for them after finishing third in the AL West last season behind the Astros and A’s. That doesn’t make complete sense Womens Robert Alford Jersey , seeing as the A’s needed a stunning turnaround to get a Wild Card spot and the Mariners could have spent a little money and gotten right back into contending position if they so chose. I’m not here to tell Seattle’s front office what to do, especially since they’ve already begun the process of flipping assets with the Mike Zunino/Guillermo Heredia for Mallex Smith trade (but seriously Mariners if you’re reading this you don’t have to tear it down this year). What we can do, since this is their chosen path, is take a look at the options they have for starter James Paxton. Paxton is one of their most sensical trade chips — enticing enough for teams to send back good pieces, but not so valuable the Mariners have to keep him — and there are already multiple teams expressing interest. He isn’t a free agent until 2021 and he put up a 3.76 ERA, a 3.23 FIP, and a 1.098 WHIP in 160.1 innings this year despite spending multiple stints on the disabled list. He’s been a reliable starter despite having hit the DL six times in his career. At this point, we know he’s definitely going somewhere. The rumors are flying and the trade could happen any minute. So where makes sense? YankeesNew York GM Brian Cashman has been more than clear that when it comes to the Yankees’ starting pitching goals this offseason his two definite objectives are to trade Sonny Gray and to add at least one reliable piece to the rotation if not more than that. The Yankees aren’t about to give up someone like Justus Sheffield for Paxton, but they have other prospects that would be a match for the Mariners’ asking price on Paxton. Will being so blatantly desperate for pitching in the press help or hurt them along the way when it comes to how much other teams are asking for from New York’s system? Probably not, because it’s the Yankees so they’ll lowball the Mariners and somehow get away with it and we’ll all go on as usual until it happens again. Astros Houston’s 2017 championship rotation isn’t quite in shambles, not yet. But they only have another year of Justin Verlander and Gerrit Cole, Dallas Keuchel and Charlie Morton are testing the free agent market, and Lance McCullers, Jr. won’t be back until 2020 thanks to Tommy John surgery. So they could stand to add a reliable arm next year to slot into McCullers’ responsibilities and have some support for Cole and Verlander in their last sure year in Houston. They have Baseball America’s eighth-ranked farm system right now so are in a position to part with a few mid-tier prospects — RHP Josh James is 95th on MLB’s Top 100 list and fourth in the Astros system, and RHP’s J.P. Bukauskas and Jairo Solis are less prestigious but would still be a boost for Seattle’s system — to secure another solid arm in their rotation as they attempt to once again top the A’s in the division. Of course, an intra-division trade might be a block here as far as easy offers go. White Sox Chicago is in on Bryce Harper at the very least this offseason. They’re turning the corner towards contending whether they land the most desired free agent or not, and they have the prospect depth to make big trades should they want to make additional moves outside of spending money. If they get Harper, it would make sense to ship some of their prospects to Seattle for Paxton to start filling holes in the roster to support him. But even if Harper doesn’t pan out, they’re in the AL Central. No one else in that division appears to even be trying. So adding Paxton to the rotation would be a smart initial step to staying on the same level as the Indians and Twins. Their current rotation doesn’t exactly inspire confidence, with only one starter boasting a sub-4.00 ERA last year and that starter being Reynaldo Lopez. James Shields is a free agent, and no one besides him hit 200 innings in 2018. They could use an addition, and the Mariners could use some of their prospects if they want to start parting with their strong farm system this offseason. Braves Atlanta won the division this season and as such is already past where they expected to be in their rebuild cycle, and they’re poised to have another great season next year with young stars at the forefront of that success. Trickily, they’re also hitting the point where they have to part with some top prospects or lose them in the Rule 5 draft. As our friends at Lookout Landing point out, the Braves not only have a loaded system right now but many of them are pitching prospects which the Mariners could really use. Ranking the 50 best MLB free agents for the 2018-2019 offseasonThe Yankees are pretending they won’t make big free agency moves and it’s hilarious3 possible motivations behind the Nationals’ 10-year, $300 million offer to Bryce HarperYes, bad teams should sign Bryce Harper and Manny MachadoRays Could we be in for yet another Jerry Dipoto trade with the Rays? He’s already swapped Mike Zunino and Guillermo Heredia for a few pieces from Tampa Bay, the latest in a string of trades with the Rays since he’s been with the Mariners. It’s gone from a fun trend to a preoccupation that might need to be further analyzed. For the Rays, a pitcher who doesn’t throw a ton of innings but is consistent when he’s on the mound fits right in with their bullpenning strategy and they have the prospects to swap in exchange. They had a surprisingly successful 2018 and they could have either capitalized on that and kept pushing to see if they can overtake the Red Sox and Yankees to get at least a Wild Card spot in 2019, or they could’ve seen if they luck into a respectable win total again next season without making any huge moves. The Zunino trade has them in the former camp so another addition from the Mariners works with their plan. Nationals We’ve already talked here about how the Nationals should continue either buying or making trades to compete for the next few seasons even if Bryce Harper doesn’t come back to them in free agency. They traded Gio Gonzalez and may lose Jeremy Hellickson in free agency, so they have spots in their rotation that need to be filled. They also have the 12th-ranked farm system according to Baseball America so they can offer worthy pieces. But again, that’s if they decide they want to keep contending instead of hitting the rebuild button immediately should they lose Harper. Red Sox If Boston loses Nathan Eovaldi to free agency this offseason, they’ll definitely need a replacement. It wouldn’t be the first time they’ve taken on a productive pitcher with injury history Womens Ryan Schraeder Jersey , as Eovaldi himself was, and as a fourth or fifth starter Paxton fits even if they can get 120-130 steady innings out of him (lower than his average over the last three seasons and a tick higher than what Eovaldi did in 2018, although that comes with a Rays’ bullpenning caveat). The part where this doesn’t quite click is that the Red Sox don’t have much of a farm system to speak of and if the Mariners are smart they’ll be aiming for prospects and prospects only. Of course, the Mike Zunino trade brought them one minor leaguer and one Mallex Smith which isn’t exactly the ideal return for a rebuilding team, so maybe they’re more open to major league return pieces than expected. Even if that’s not the best strategy.By the Numbers stats preview: Falcons vs. Saints Hate week—part 1—is here! Week 3 brings to us a very important game against our archrival—the New Orleans Saints (1-1). The Falcons (1-1) have played two tough games back-to-back, with a close loss against the Eagles and a convincing if uncomfortable win against the Panthers. The Falcons are trying to find their footing after a rash of injuries on both sides of the ball. New Orleans, meanwhile, is reeling off a big loss to the Bucs in Week 1 and a narrow victory over the Browns at home in Week 2.This game could have big implications for both teams in their race for the division title. A Falcons win would put Atlanta at 2-0 in the division and drop New Orleans to 0-2, with both of those losses being home games. Let’s take a closer look at how these two teams match-up on offense and defense heading into Week 3.OFFENSEStatisticFalconsSaintsStatisticFalconsSaintsFor the Falcons, it’s been a tale of two games in 2018. Against Philadelphia, the offense came out flat—against Carolina, the offense put on a show. The real team is probably somewhere in the middle. For now, the Falcons are 20th in scoring, 15th total yardage, and 10th in yards per play. Atlanta is about league-average in the passing game, and are 16th in yards, T-14th in yards per attempt, and T-22nd in passing TDs. On the ground, the Falcons have been quite good: 8th in yards, T-5th in yards per carry, and T-4th in rushing TDs. They’re about average on third down, converting 38% of their attempts (T-15th), and have been above-average in turnover margin (+1, 12th).The Saints got off to an explosive start in Week 1 against the Bucs—and still ended up losing that game—but struggled in Week 2 against the Browns’ (possibly good?) defense. New Orleans is 6th in scoring, 14th in total yards, and 6th in yards per play. They’re one of the NFL’s top passing offenses through two weeks: 4th in yards, 6th in yards per attempt, and T-6th in passing TDs. Somewhat surprisingly, the Saints have struggled mightily on the ground: they’re currently last in the league in rushing yards (only 52.5/game), 31st in yards per carry (an abysmal 2.9), and T-7th in rushing TDs. New Orleans has also been below average on third down (T-23rd) and have suffered from a bad turnover margin (-3, 29th).Advantage: SaintsDEFENSEStatisticFalconsSaintsStatisticFalconsSaintsNobody expects the Falcons defense to live up to expectations in 2018 due to the loss of Deion Jones and Keanu Neal, but the unit has remained relatively close to 2017 through two weeks. Atlanta is currently T-12th in scoring defense http://www.falconsfootballauthentics.com/julio-jones-jersey-authentic , 11th in total yards allowed, and 9th in yards per play. Against the pass, the Falcons are 10th in yards, T-3rd in yards per attempt, and T-11th in passing TDs. On the ground, Atlanta has struggled, as they’re 24th in yards, T-29th in yards per carry, and T-20th in rushing TDs. The Falcons have been awful on third down thus far, allowing a whopping 48% of attempts to be converted (T-28th). They’re slightly below-average in generating sacks, with 4 through two games (T-18th).While the Falcons have injuries to blame for any defensive regression, the Saints are simply playing very poorly. Gone is the league-average or better unit from 2017—at least, that’s how it appears through the first two games. New Orleans is 30th in scoring defense (allowing 33.0 points/game), 29th in total yards allowed, and last in the league in yards per play. The Saints are downright awful against the pass: 29th in yards, 32nd in yards per attempt (a comical 11.4 YPA), and T-23rd in passing TDs. Against the run, New Orleans has fared better: 17th in yards, T-4th in yards per carry, and T-20th in rushing TDs. The Saints have also been quite bad on third down, allowing 48% of attempts to be converted (T-28th). The pass rush has also been relatively quiet, as New Orleans has 3 sacks through two games (T-23rd).Advantage: FalconsAnalysisIt’s worth pointing out that these stats—based on only two games worth of data—will be extremely volatile for about the first 6 weeks of the season. Each game has a huge impact on the numbers, and you’ll see big shifts often. For instance, the #1 scoring offense in the league right now is Kansas City, with 40.0 points/game. There are currently five teams averaging more than 33.0 points/game. The 2016 Falcons offense—a historically good unit—averaged about 33.0 points/game through an entire season. Expect things to even out quite a bit over the coming weeks.Now, onto the match-up at hand. It’s hard to say which versions of these two teams are the “real” ones. We have the Week 1 Falcons—who looked out of sorts on offense but very good on defense—and the Week 2 Falcons, who looked like a top-tier offense but struggled on defense. Ditto the Saints, who put up 40 points in a loss to Tampa Bay and then struggled to score more than 20 against the Browns.I think it’s safe to assume that both of these teams can score points. The Falcons are probably closer to that Week 2 team in most respects. For the Saints, it’s all about whether or not that defense can stabilize. Depending on Drew Brees and Co. to score 33+ points per game to win is a recipe for another 7-9 season. For the Falcons, the question is whether or not the offense can consistently produce—and whether Damontae Kazee and some combination of Duke Riley and Foye Oluokun can keep the defense afloat until Deion Jones returns.Everything points to a shootout in Mercedes-Benz Stadium. However, the Falcons’ defense—even in its injury-riddled state—has been playing better than the Saints’ defense. With the Falcons at home and the offenses close enough in talent and ability, I think Atlanta has the advantage on Sunday.Overall Advantage: FalconsWhat are your thoughts on the Falcons vs. Saints match-up? Any particular position groups that you think Atlanta should target on Sunday? Any concerns about the Falcons’ defense against the weapons of New Orleans?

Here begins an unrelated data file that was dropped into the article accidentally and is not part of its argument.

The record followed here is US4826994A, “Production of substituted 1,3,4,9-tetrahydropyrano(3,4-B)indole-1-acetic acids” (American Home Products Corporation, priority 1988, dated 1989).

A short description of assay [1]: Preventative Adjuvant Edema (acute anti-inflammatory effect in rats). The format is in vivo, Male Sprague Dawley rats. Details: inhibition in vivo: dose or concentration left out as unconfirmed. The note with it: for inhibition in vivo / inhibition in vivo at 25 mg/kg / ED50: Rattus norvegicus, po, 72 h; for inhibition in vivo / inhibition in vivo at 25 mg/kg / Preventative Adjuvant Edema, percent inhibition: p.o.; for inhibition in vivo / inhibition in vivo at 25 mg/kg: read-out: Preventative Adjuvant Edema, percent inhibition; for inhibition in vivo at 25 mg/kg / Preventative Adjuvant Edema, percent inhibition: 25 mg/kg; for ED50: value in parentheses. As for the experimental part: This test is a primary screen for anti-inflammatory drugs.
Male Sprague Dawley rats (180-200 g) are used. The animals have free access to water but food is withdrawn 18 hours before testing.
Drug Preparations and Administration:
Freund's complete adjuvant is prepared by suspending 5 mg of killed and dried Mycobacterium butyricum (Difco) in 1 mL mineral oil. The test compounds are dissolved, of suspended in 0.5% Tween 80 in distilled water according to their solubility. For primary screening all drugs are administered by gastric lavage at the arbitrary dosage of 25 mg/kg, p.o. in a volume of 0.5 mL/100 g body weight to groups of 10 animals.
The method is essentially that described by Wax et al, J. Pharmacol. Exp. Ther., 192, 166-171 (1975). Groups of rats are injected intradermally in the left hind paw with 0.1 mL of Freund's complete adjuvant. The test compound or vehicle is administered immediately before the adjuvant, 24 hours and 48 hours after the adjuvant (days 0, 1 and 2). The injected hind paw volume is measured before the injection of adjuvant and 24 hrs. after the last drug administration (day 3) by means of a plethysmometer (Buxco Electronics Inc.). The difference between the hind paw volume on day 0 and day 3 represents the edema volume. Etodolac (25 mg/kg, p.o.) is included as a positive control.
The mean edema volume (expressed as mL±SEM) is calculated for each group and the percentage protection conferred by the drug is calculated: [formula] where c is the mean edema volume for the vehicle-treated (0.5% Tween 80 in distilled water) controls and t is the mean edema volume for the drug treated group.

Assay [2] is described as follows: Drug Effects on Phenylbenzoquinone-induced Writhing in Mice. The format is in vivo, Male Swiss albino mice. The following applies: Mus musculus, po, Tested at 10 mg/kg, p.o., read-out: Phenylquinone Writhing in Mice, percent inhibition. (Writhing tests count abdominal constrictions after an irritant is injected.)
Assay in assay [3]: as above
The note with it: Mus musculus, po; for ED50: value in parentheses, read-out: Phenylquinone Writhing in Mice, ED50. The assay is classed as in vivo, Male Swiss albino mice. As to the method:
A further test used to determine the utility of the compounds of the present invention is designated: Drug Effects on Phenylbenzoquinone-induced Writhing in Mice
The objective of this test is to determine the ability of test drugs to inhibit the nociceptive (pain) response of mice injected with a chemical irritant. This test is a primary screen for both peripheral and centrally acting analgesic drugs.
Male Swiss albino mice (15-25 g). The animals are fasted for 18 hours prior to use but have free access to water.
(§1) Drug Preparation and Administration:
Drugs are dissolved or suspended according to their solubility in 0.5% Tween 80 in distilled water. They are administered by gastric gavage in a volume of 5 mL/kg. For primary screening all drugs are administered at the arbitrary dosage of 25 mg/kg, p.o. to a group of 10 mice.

Sorry, only registered users may post in this forum.

Click here to login